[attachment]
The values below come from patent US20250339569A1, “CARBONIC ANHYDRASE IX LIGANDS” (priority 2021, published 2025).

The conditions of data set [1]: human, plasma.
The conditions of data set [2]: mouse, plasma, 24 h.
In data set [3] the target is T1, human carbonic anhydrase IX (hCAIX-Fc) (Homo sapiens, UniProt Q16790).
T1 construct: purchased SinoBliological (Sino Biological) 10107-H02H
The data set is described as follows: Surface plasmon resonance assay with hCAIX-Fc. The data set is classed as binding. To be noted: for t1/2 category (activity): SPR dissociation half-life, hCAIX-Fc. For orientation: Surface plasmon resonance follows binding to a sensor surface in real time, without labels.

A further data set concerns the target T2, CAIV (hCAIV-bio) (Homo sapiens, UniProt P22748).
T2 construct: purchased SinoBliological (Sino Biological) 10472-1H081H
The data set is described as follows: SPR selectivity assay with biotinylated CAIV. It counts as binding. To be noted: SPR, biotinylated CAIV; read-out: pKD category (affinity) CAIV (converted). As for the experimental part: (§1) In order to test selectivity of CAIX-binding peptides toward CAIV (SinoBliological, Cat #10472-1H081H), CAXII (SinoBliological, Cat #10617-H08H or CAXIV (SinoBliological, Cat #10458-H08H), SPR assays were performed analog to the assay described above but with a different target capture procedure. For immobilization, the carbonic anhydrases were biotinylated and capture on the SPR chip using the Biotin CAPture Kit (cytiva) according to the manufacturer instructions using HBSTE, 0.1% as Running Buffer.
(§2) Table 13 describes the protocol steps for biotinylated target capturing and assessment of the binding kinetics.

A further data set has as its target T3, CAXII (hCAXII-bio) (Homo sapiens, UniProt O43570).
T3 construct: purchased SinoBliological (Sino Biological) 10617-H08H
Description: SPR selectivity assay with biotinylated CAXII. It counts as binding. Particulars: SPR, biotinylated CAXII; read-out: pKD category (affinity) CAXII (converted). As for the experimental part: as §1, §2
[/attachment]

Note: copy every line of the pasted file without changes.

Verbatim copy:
The values below come from patent US20250339569A1, “CARBONIC ANHYDRASE IX LIGANDS” (priority 2021, published 2025).

The conditions of data set [1]: human, plasma.
The conditions of data set [2]: mouse, plasma, 24 h.
In data set [3] the target is T1, human carbonic anhydrase IX (hCAIX-Fc) (Homo sapiens, UniProt Q16790).
T1 construct: purchased SinoBliological (Sino Biological) 10107-H02H
The data set is described as follows: Surface plasmon resonance assay with hCAIX-Fc. The data set is classed as binding. To be noted: for t1/2 category (activity): SPR dissociation half-life, hCAIX-Fc. For orientation: Surface plasmon resonance follows binding to a sensor surface in real time, without labels.

A further data set concerns the target T2, CAIV (hCAIV-bio) (Homo sapiens, UniProt P22748).
T2 construct: purchased SinoBliological (Sino Biological) 10472-1H081H
The data set is described as follows: SPR selectivity assay with biotinylated CAIV. It counts as binding. To be noted: SPR, biotinylated CAIV; read-out: pKD category (affinity) CAIV (converted). As for the experimental part: (§1) In order to test selectivity of CAIX-binding peptides toward CAIV (SinoBliological, Cat #10472-1H081H), CAXII (SinoBliological, Cat #10617-H08H or CAXIV (SinoBliological, Cat #10458-H08H), SPR assays were performed analog to the assay described above but with a different target capture procedure. For immobilization, the carbonic anhydrases were biotinylated and capture on the SPR chip using the Biotin CAPture Kit (cytiva) according to the manufacturer instructions using HBSTE, 0.1% as Running Buffer.
(§2) Table 13 describes the protocol steps for biotinylated target capturing and assessment of the binding kinetics.

A further data set has as its target T3, CAXII (hCAXII-bio) (Homo sapiens, UniProt O43570).
T3 construct: purchased SinoBliological (Sino Biological) 10617-H08H
Description: SPR selectivity assay with biotinylated CAXII. It counts as binding. Particulars: SPR, biotinylated CAXII; read-out: pKD category (affinity) CAXII (converted). As for the experimental part: as §1, §2